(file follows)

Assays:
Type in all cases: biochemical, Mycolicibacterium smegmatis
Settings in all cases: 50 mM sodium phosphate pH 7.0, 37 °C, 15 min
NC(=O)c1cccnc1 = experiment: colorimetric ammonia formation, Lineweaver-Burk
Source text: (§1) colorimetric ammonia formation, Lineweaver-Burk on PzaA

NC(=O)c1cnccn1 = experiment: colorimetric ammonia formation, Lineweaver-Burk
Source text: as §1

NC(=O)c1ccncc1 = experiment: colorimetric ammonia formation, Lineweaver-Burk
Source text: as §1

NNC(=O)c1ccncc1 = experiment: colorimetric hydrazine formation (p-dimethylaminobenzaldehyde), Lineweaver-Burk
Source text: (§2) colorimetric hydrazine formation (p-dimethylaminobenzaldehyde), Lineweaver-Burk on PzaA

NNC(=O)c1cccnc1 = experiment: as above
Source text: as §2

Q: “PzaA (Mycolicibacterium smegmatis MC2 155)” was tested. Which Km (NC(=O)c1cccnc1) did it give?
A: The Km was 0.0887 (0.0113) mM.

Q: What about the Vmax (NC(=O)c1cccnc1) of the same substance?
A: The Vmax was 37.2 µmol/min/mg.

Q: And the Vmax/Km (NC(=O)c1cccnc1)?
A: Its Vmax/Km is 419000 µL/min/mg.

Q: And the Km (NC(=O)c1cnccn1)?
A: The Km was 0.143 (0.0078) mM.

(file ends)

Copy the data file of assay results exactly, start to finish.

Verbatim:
Assays:
Type in all cases: biochemical, Mycolicibacterium smegmatis
Settings in all cases: 50 mM sodium phosphate pH 7.0, 37 °C, 15 min
NC(=O)c1cccnc1 = experiment: colorimetric ammonia formation, Lineweaver-Burk
Source text: (§1) colorimetric ammonia formation, Lineweaver-Burk on PzaA

NC(=O)c1cnccn1 = experiment: colorimetric ammonia formation, Lineweaver-Burk
Source text: as §1

NC(=O)c1ccncc1 = experiment: colorimetric ammonia formation, Lineweaver-Burk
Source text: as §1

NNC(=O)c1ccncc1 = experiment: colorimetric hydrazine formation (p-dimethylaminobenzaldehyde), Lineweaver-Burk
Source text: (§2) colorimetric hydrazine formation (p-dimethylaminobenzaldehyde), Lineweaver-Burk on PzaA

NNC(=O)c1cccnc1 = experiment: as above
Source text: as §2

Q: “PzaA (Mycolicibacterium smegmatis MC2 155)” was tested. Which Km (NC(=O)c1cccnc1) did it give?
A: The Km was 0.0887 (0.0113) mM.

Q: What about the Vmax (NC(=O)c1cccnc1) of the same substance?
A: The Vmax was 37.2 µmol/min/mg.

Q: And the Vmax/Km (NC(=O)c1cccnc1)?
A: Its Vmax/Km is 419000 µL/min/mg.

Q: And the Km (NC(=O)c1cnccn1)?
A: The Km was 0.143 (0.0078) mM.